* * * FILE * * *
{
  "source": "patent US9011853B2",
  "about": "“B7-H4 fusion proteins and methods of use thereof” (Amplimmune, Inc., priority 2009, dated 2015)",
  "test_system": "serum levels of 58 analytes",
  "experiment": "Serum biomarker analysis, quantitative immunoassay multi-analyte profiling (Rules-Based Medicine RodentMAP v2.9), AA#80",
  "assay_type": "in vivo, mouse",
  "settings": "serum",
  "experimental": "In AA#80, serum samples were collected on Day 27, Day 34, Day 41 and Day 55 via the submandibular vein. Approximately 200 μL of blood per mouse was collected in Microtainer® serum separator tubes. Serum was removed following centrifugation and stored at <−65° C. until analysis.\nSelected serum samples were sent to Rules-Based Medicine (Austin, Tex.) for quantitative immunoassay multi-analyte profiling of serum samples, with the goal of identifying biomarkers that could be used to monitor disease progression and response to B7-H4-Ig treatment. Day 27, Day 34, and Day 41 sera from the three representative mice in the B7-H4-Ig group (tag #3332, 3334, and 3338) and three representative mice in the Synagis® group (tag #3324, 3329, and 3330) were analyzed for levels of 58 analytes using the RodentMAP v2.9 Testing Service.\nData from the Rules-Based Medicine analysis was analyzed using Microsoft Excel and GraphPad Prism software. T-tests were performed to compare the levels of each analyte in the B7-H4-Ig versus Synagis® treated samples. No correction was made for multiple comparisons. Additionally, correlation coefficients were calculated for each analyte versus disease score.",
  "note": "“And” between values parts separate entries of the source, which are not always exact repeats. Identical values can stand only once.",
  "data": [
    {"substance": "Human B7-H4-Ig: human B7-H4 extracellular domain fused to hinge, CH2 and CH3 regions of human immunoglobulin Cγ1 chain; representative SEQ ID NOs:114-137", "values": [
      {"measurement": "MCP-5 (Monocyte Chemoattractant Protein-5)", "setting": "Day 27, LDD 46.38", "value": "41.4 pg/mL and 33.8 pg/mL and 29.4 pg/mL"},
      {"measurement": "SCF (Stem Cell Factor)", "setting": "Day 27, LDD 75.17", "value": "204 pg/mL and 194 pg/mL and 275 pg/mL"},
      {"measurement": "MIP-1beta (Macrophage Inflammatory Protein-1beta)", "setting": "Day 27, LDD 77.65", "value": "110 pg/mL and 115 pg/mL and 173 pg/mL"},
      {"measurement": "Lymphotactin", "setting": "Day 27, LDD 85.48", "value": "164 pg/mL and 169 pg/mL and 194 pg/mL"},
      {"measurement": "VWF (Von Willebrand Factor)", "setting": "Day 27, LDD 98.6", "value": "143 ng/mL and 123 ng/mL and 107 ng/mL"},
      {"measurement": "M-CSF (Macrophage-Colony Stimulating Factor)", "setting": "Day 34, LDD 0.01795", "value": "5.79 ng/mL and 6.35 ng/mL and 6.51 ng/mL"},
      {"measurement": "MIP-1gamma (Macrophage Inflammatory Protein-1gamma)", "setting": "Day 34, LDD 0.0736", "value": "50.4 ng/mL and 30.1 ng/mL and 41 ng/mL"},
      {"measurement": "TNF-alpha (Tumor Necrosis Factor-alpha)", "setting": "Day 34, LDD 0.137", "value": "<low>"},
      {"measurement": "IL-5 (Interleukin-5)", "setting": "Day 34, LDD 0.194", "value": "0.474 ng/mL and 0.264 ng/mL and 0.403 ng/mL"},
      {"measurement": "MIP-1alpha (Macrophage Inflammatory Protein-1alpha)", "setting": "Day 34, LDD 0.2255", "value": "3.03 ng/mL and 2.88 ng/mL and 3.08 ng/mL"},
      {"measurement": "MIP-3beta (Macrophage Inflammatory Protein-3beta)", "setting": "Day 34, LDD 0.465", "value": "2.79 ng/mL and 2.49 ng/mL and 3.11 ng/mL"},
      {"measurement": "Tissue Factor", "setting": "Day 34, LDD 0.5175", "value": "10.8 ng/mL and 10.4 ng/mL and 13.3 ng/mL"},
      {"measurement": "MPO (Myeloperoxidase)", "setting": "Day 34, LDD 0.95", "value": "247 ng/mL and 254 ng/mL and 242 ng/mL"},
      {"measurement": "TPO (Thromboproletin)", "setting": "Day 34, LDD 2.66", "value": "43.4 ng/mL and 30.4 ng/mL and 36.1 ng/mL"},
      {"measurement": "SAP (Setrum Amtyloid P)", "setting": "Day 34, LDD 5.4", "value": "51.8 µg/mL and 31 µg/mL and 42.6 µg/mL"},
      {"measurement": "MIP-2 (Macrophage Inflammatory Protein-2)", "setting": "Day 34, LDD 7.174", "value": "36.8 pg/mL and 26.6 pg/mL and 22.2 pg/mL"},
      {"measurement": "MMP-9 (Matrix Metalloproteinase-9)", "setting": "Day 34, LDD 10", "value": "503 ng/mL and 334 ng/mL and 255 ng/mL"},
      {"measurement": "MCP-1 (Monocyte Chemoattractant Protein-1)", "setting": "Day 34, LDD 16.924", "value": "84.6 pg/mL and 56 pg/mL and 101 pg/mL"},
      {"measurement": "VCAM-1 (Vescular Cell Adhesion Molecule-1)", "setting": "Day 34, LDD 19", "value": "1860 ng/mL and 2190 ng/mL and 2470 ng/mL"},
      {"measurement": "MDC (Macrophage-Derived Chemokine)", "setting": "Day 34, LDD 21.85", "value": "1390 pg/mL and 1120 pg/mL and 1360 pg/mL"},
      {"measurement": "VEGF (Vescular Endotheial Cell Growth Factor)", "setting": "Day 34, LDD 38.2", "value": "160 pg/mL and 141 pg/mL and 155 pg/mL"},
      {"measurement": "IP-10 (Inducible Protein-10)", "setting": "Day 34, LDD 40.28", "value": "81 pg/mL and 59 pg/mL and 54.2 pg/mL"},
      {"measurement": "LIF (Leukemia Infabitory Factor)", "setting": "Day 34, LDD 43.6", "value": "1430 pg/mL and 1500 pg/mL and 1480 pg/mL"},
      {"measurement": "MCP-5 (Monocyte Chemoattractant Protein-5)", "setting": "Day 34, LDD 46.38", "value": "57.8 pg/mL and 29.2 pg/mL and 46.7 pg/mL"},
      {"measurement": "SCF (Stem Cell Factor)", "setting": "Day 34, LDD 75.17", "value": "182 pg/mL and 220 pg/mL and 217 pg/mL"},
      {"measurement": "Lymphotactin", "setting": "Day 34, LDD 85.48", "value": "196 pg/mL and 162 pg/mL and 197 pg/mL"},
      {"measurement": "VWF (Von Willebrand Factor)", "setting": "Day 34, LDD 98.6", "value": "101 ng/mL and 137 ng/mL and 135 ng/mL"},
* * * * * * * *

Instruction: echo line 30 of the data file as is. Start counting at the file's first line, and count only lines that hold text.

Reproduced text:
      {"measurement": "VCAM-1 (Vescular Cell Adhesion Molecule-1)", "setting": "Day 34, LDD 19", "value": "1860 ng/mL and 2190 ng/mL and 2470 ng/mL"},